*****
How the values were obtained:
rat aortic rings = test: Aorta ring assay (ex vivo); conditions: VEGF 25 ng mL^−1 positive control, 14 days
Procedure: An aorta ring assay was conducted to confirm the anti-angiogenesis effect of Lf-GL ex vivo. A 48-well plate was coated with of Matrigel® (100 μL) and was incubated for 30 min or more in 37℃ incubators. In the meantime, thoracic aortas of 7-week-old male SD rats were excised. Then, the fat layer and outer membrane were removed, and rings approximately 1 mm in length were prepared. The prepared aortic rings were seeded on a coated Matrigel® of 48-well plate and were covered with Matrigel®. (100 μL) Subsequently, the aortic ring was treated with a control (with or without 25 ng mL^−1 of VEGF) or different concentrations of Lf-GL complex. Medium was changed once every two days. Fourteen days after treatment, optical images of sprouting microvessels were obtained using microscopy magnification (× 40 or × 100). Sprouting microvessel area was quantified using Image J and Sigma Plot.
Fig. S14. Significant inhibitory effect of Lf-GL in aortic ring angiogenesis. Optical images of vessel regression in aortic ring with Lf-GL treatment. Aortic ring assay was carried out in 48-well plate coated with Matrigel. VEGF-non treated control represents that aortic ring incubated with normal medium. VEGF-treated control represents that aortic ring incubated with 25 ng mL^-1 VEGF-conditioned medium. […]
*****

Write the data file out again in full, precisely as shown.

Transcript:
How the values were obtained:
rat aortic rings = test: Aorta ring assay (ex vivo); conditions: VEGF 25 ng mL^−1 positive control, 14 days
Procedure: An aorta ring assay was conducted to confirm the anti-angiogenesis effect of Lf-GL ex vivo. A 48-well plate was coated with of Matrigel® (100 μL) and was incubated for 30 min or more in 37℃ incubators. In the meantime, thoracic aortas of 7-week-old male SD rats were excised. Then, the fat layer and outer membrane were removed, and rings approximately 1 mm in length were prepared. The prepared aortic rings were seeded on a coated Matrigel® of 48-well plate and were covered with Matrigel®. (100 μL) Subsequently, the aortic ring was treated with a control (with or without 25 ng mL^−1 of VEGF) or different concentrations of Lf-GL complex. Medium was changed once every two days. Fourteen days after treatment, optical images of sprouting microvessels were obtained using microscopy magnification (× 40 or × 100). Sprouting microvessel area was quantified using Image J and Sigma Plot.
Fig. S14. Significant inhibitory effect of Lf-GL in aortic ring angiogenesis. Optical images of vessel regression in aortic ring with Lf-GL treatment. Aortic ring assay was carried out in 48-well plate coated with Matrigel. VEGF-non treated control represents that aortic ring incubated with normal medium. VEGF-treated control represents that aortic ring incubated with 25 ng mL^-1 VEGF-conditioned medium. […]